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Browsing publications by Dr Craig Nesbitt.

Newcastle AuthorsTitleYearFull text
Dr Craig Nesbitt
Dr Sam Tingle
James McCaslin
Dr Roger Searle
Sebastian Mafeld
et al.
A Pulsatile Fresh Frozen Human Cadaver Circulation Model for Endovascular Training: A Trial of Face Validity2018
Dr James Rammell
Dr Jo Matthan
Dr Lucy Bookless
Dr Craig Nesbitt
John Moss
et al.
Asynchronous Unsupervised Video-Enhanced Feedback As Effective As Direct Expert Feedback in the Long-Term Retention of Practical Clinical Skills: Randomised Trial Comparing 2 Feedback Methods in a Cohort of Novice Medical Students2018
Dr Craig Nesbitt
Dr Sam Tingle
Dr Roger Searle
Sebastian Mafeld
Professor Gerard Stansby
et al.
Evaluating the Construct Validity of a Pulsatile Fresh Frozen Human Cadaver Circulation Model for Endovascular Training2018
Alexander Phillips
Dr Jo Matthan
Dr Lucy Bookless
Dr Anantha Madhavan
Dr Anna Porter
et al.
Individualised Expert Feedback is Not Essential for Improving Basic Clinical Skills Performance in Novice Learners: A Randomized Trial2017
Dr Lucy Bookless
Alexander Phillips
Dr Jo Matthan
Dr Craig Nesbitt
Letter in response to Singh et al: A Randomized Controlled Study to Evaluate the Role of Video-based Coaching in Training Laparoscopic Skills2017
Alexander Phillips
Dr Jo Matthan
Dr Anantha Madhavan
Dr Craig Nesbitt
Professor Gerard Stansby
et al.
Direct expert involvement is not required for providing effective video-feedback in the acquisition of clinical skills: A randomised trial2016
Dr Hassan Gali
Dr Ian Crowther
Dr Jo Matthan
Dr Anantha Madhavan
Dr Craig Nesbitt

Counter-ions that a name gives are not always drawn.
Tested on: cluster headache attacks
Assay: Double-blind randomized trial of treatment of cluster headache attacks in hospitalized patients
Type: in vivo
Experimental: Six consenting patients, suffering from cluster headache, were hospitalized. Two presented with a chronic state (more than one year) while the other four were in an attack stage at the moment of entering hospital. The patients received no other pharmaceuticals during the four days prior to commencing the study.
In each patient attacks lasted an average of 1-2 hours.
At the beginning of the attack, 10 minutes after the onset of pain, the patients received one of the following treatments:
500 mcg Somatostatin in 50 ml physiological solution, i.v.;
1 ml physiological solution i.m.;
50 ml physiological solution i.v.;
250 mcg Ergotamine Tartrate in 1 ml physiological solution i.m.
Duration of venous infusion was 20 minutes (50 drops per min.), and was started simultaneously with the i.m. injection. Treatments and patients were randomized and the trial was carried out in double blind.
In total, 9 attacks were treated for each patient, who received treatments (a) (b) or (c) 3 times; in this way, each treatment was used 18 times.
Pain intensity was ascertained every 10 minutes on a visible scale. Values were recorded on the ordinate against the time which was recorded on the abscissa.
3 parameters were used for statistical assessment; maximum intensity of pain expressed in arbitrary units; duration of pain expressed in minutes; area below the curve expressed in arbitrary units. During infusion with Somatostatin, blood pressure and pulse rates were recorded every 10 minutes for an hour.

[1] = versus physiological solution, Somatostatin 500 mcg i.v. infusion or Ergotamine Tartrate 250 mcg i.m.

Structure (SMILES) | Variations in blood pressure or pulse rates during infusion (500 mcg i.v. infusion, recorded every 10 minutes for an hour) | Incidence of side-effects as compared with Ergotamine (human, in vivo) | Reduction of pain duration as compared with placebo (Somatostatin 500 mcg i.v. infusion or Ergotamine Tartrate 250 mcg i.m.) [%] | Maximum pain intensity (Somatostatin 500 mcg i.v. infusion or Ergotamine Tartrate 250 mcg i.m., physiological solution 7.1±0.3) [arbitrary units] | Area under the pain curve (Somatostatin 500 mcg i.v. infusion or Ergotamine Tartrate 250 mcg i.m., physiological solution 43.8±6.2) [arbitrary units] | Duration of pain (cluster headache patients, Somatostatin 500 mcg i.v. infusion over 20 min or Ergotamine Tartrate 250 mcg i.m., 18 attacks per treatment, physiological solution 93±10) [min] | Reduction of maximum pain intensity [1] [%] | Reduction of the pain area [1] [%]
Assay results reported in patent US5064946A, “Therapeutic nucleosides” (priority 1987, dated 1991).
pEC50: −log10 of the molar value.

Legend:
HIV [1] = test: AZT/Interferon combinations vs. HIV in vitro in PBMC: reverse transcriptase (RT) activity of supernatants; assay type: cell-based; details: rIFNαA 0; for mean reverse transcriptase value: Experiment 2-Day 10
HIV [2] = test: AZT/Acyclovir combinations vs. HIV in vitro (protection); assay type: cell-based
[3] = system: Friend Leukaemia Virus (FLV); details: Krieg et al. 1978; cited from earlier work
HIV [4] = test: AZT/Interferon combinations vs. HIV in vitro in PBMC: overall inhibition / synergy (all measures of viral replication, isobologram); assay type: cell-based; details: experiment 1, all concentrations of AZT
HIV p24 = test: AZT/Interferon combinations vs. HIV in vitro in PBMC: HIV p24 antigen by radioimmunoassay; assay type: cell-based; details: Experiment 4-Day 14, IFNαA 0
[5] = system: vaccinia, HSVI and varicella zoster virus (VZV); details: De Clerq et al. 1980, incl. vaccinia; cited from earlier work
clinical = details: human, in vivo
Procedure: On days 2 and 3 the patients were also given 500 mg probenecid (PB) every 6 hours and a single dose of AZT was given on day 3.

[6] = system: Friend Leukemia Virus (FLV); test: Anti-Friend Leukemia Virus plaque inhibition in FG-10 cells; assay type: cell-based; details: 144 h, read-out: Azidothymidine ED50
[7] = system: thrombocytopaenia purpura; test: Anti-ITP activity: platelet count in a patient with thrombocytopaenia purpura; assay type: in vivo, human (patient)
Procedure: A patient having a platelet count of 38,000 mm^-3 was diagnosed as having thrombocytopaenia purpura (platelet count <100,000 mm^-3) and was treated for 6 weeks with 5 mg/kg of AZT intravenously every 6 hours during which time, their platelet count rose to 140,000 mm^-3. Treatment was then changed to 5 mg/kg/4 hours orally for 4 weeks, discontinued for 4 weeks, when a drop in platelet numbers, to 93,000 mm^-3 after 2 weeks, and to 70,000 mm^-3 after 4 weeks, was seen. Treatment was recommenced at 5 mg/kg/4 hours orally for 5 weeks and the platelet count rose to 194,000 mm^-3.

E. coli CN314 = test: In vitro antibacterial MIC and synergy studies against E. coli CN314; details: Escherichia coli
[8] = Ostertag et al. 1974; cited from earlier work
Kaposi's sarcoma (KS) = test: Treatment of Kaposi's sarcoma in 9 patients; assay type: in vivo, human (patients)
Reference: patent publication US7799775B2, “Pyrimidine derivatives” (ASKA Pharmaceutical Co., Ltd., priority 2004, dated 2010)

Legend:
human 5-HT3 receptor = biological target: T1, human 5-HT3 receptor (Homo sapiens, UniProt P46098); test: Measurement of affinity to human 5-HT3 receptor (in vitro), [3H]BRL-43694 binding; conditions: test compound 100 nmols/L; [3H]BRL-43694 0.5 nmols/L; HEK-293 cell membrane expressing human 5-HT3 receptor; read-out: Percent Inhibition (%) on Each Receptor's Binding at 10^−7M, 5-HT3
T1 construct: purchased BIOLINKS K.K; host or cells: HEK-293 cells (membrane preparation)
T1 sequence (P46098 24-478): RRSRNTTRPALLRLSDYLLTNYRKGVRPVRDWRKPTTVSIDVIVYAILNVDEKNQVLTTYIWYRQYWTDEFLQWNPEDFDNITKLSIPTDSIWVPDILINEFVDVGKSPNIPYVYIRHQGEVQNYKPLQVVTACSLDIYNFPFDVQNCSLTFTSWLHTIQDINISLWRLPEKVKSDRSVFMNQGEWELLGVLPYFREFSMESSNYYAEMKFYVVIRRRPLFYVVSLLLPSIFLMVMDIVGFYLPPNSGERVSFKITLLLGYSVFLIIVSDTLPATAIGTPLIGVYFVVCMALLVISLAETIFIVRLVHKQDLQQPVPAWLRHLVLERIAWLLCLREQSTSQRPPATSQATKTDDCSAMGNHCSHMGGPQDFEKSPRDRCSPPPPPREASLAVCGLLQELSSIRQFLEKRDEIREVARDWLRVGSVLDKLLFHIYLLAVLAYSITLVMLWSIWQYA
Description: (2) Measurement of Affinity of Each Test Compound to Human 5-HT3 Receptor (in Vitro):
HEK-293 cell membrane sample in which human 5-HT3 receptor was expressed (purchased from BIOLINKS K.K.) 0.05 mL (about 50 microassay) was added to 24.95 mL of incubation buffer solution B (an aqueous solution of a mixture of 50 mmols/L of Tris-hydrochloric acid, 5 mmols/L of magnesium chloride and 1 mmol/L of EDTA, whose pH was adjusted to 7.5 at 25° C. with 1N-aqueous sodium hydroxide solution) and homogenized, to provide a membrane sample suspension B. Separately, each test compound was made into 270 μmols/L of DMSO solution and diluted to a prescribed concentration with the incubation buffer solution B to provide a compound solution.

et al.
Medical Students Are Strategic Participants In Educational Trials2016
Dr Craig Nesbitt
James McCaslin
Philip Davey
Sebastian Mafeld
UKETS: Enhancing Basic Endovascular Skills and Promoting Patient Safety2016
Dr Jo Matthan
Dr Lucy Bookless
Dr Anantha Madhavan
Dr Craig Nesbitt
Alexander Phillips
et al.
Unsupervised video feedback may suffice when learning practical clinical skills: A randomised trial comparing supervised and unsupervised video feedback in the learning of clinical skills2016
Dr Jo Matthan
Alexander Phillips
Dr Craig Nesbitt
Dr Lucy Bookless
Professor Gerard Stansby
et al.
Medical students struggle with self-assessment in a randomized controlled trial on intravenous cannulation using video-assisted feedback.2015
Dr Lucy Bookless
Alexander Phillips
Dr Jo Matthan
Professor Gerard Stansby
Dr Craig Nesbitt
et al.
Randomised trial to compare the impact of supervised video feedback versus unsupervised video feedback for students learning intravenous cannulation.2015
Dr Craig Nesbitt
Alexander Phillips
Dr Roger Searle
Professor Gerard Stansby
Randomized Trial to Assess the Effect of Supervised and Unsupervised Video Feedback on Teaching Practical Skills2015
Dr Jo Matthan
Dr Lucy Bookless
Dr Craig Nesbitt
Professor Gerard Stansby
Alexander Phillips
et al.
Self-assessment skills deteriorate in medical students in the clinical phase: A randomized controlled trial on the acquisition of intravenous cannulation skills using video recordings with a comparison of clinician marker and student self-assessment scores.2015
Dr Jo Matthan
Dr Lucy Bookless
Alexander Phillips
Professor Gerard Stansby
Dr Craig Nesbitt
et al.
Standardised unsupervised video-assisted feedback may suffice in the learning of intravenous cannulation: A randomized controlled trial comparing supervised and unsupervised video-assisted feedback in a cohort of medical students2015
Dr Craig Nesbitt
Bridging the gap: how higher surgical training programmes can produce consultant laparoscopic colorectal surgeons2013
Dr Craig Nesbitt
Tim Lees
Professor Gerard Stansby
Interpretation of patient-reported outcome measures for varicose vein surgery2012
Dr Craig Nesbitt
James McCaslin
Dr Sumaira MacDonald
Professor Gerard Stansby
The fresh frozen pulsatile human cadaver model. A novel technique for training endovascular practitioners. A trial of face validity2012